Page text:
Improved Photo Feed With iOS 15

June 21, 2021

Use the new iOS 15 SDK to simplify PhotoFeed app.

WWDC 2021 introduced some amazing new tools for iOS developers to use. Some examples include async/await, Xcode Cloud, AsyncImage, etc…

We will be picking up from the code built in a previous blog post, iOS Photo Feed Infinite Scrolling, and improving it using iOS 15 SDK.

On top of that, we will be fixing a UX problem introduced in the last blog post due to the current image loading setup.

PhotoView Makeover

Firstly, let’s give our PhotoView.swift a little redesign.

// PhotoView.swift
struct PhotoView: some View {

  ...

  var body: some View {
    ZStack(alignment: .bottom) {
      PhotoSourceView(
        photoSource: photo.src,
        loadingColor: Color(hex: photo.avgColor)
      )
        .scaledToFit()
      HStack {
        Text(photo.photographer)
        Spacer()
      }
      .padding()
      .background(.thinMaterial)
    }
    .background(.thickMaterial)
    .mask(RoundedRectangle(cornerRadius: 8.0))
    .padding([.leading, .trailing, .bottom])
  }

  ...

}

This makes of use of something new in iOS 15 called Material to transform the entire card.

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AsyncImage

AsyncImage is an amazing new SwiftUI component that throws away all the boilerplate image loading logic we made previously.

It’s as simple as replacing our PhotoSourceView with AsyncImage:

// PhotoView.swift
...

  var body: some View {
    ZStack(alignment: .bottom) {
      AsyncImage(url: URL(string: photo.src.medium)) { image in
        image
          .resizable()
          .aspectRatio(contentMode: .fit)
      } placeholder: {
        Rectangle()
          .fill(Color(hex: photo.avgColor))
      }
      ...
    }
  }

...

What this code does, is AsyncImage will take an image URL, and the resulting image will be found in the closure content: (Image) -> I. While it loads, we can put a placeholder inside placeholder: () -> P.

Pretty neat! Now we can throw away a bunch of code we built previously that was used to create a loading image custom view:

  • ImageController
  • PhotoSourceViewModel
  • PhotoSourceView

That’s an entire 67 lines of code removed!

Make Infinite Scrolling Silky Smooth

In the previous blog post about building an infinite scrolling feed, we mentioned that scrolling “looks a little janky right now because of the issues with image loading”.

The reason is because the height of a PhotoView is different before and after an image is loaded. Every time an image finishes loading, the PhotoView increases in height and pushes the entire ScrollView’s offset.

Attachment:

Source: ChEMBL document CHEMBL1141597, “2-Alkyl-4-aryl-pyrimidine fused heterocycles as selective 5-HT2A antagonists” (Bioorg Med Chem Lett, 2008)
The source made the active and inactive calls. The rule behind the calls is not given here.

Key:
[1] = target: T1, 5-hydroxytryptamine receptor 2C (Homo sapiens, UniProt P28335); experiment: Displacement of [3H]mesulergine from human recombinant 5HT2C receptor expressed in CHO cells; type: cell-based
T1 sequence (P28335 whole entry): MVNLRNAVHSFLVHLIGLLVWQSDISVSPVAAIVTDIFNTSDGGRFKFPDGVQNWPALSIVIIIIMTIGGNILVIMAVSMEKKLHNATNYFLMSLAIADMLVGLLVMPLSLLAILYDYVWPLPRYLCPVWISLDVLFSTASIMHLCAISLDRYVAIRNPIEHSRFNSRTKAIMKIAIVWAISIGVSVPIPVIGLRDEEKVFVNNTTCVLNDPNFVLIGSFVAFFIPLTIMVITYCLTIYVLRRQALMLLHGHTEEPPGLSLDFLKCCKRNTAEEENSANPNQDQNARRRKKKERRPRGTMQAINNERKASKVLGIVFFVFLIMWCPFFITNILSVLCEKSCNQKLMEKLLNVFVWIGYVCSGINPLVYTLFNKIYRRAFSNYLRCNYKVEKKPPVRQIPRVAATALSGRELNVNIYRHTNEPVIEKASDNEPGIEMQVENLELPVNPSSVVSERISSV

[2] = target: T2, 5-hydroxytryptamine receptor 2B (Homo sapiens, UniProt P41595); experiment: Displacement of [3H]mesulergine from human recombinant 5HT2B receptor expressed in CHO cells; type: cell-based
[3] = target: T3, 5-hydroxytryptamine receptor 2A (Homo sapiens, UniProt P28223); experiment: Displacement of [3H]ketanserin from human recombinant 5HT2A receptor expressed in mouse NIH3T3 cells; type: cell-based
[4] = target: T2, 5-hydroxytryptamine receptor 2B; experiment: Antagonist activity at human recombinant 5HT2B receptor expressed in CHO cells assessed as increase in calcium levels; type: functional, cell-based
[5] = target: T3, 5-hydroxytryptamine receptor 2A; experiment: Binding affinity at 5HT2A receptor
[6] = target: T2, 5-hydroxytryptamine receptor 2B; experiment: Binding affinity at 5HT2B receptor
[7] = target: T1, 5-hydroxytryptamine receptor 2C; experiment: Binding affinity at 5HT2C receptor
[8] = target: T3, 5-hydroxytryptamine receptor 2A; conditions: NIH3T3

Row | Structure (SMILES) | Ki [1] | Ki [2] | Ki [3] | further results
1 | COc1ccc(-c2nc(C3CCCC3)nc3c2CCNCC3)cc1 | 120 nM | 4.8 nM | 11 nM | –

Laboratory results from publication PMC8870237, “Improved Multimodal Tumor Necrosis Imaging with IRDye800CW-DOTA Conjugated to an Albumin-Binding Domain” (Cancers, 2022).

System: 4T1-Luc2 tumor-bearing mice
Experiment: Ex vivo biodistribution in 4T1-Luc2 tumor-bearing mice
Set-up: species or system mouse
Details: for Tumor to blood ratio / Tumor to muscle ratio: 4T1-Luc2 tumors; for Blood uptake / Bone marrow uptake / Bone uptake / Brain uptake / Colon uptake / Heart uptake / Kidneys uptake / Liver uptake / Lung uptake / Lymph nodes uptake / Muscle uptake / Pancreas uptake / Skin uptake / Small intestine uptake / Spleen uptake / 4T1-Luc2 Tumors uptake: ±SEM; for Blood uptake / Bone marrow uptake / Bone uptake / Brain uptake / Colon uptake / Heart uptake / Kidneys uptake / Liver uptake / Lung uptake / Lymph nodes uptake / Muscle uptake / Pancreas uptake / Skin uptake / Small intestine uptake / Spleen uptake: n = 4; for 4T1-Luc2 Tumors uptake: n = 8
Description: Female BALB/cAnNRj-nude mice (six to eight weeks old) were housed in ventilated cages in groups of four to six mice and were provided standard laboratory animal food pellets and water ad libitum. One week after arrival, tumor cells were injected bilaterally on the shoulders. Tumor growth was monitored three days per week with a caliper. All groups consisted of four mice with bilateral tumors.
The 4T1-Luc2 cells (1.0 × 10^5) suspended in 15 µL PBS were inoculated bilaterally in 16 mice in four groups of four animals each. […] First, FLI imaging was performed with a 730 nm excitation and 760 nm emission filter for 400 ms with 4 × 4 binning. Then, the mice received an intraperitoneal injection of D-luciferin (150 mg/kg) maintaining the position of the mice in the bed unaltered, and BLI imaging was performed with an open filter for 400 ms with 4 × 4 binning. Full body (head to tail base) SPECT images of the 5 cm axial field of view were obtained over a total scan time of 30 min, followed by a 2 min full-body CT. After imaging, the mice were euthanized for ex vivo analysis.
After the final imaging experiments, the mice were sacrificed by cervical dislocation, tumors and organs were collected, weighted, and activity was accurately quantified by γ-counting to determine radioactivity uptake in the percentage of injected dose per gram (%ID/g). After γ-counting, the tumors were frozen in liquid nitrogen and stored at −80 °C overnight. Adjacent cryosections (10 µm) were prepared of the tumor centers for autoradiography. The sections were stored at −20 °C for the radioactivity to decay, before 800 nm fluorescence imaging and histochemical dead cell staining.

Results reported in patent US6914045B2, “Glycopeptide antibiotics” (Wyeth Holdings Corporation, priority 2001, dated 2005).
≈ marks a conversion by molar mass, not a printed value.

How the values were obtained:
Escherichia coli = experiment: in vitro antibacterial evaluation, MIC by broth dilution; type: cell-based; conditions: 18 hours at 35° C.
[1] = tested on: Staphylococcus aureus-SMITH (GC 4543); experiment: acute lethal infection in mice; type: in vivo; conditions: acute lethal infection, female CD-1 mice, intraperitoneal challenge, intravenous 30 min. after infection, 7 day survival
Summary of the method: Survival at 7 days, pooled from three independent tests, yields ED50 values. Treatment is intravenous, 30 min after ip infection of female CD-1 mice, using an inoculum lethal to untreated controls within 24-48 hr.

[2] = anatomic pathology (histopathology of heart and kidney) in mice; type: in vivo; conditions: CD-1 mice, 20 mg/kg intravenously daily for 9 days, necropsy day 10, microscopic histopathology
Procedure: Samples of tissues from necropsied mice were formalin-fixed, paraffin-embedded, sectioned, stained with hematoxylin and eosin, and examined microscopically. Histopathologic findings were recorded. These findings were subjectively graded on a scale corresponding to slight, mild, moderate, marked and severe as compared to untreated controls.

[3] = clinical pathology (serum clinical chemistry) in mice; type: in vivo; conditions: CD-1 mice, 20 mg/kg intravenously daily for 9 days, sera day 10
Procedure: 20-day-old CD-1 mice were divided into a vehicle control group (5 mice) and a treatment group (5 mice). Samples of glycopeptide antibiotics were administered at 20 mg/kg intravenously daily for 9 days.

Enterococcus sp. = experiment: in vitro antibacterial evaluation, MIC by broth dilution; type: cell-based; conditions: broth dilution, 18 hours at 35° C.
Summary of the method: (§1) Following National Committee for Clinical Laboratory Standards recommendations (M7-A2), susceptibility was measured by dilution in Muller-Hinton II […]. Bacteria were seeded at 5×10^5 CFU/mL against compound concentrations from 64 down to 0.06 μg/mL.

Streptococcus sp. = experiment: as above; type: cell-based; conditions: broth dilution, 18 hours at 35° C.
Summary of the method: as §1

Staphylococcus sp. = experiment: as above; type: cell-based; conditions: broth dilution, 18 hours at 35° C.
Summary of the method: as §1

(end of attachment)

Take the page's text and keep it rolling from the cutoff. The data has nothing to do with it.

There are 2 approaches to fix this:

  1. Fix the height of PhotoView.
  2. Calculate the expected final height of PhotoView before the image is loaded.

The first solution is the easy one, and probably the better way to do it. But #2 provides better UX since there is less image resizing involved.

GeometryReader

GeometryReader is a container view that is able to provide information about its content’s size. We can leverage this to find the width of each card.

From the Pexel response, we are given an image’s original height and width.

In summary, we have the original image height, the original image width, and the card width. Using these, we can easily calculate the card height.

We can declare a new @State variable called imageWidth, and make use of iOS 15’s View.task(_:) to update the imageWidth.

// PhotoView.swift
struct PhotoView: View {

  @State private var imageWidth = CGFloat()
  private var imageHeight: CGFloat {
    return imageWidth * CGFloat(photo.height) / CGFloat(photo.width)
  }
  private var photo: Photo
  
  var body: some View {
    ZStack(alignment: .bottom) {
      AsyncImage(url: URL(string: photo.src.medium)) { image in
        image
          .resizable()
          .aspectRatio(contentMode: .fit)
      } placeholder: {
        Rectangle()
          .fill(Color(hex: photo.avgColor))
          .frame(width: imageWidth, height: imageHeight)
      }
      HStack {
        Text(photo.photographer)
        Spacer()
      }
      .padding()
      .background(.thinMaterial)
    }
    .overlay(GeometryReader { geometry in
      // This is used to calculate the estimated image size after all the padding
      // for sizing thte loading frame.
      Rectangle()
        .hidden()
        .task {
          self.imageWidth = geometry.size.width
        }
    })
    .background(.thickMaterial)
    .mask(RoundedRectangle(cornerRadius: 8.0))
    .padding([.leading, .trailing, .bottom])
  }

  ...

}

This is slightly hacky. Reason is, we’re creating an invisible overlay on the ZStack card to read the card width. Generally, doing such calculations is non-ideal, and we should purely rely on SwiftUI’s layout magic. Good thing is, the infinite scrolling is as smooth as butter!

Conclusion

iOS 15 has really awesome improvements to iOS development! We have improvements to SwiftUI drawing and animation to make pretty UI simpler, AsyncImage to reduce all the image loading boilerplate, and using View.task(_:) for to do a bunch of tasks instead of using View.onAppear(). To see the full code in action, visit GitHub.

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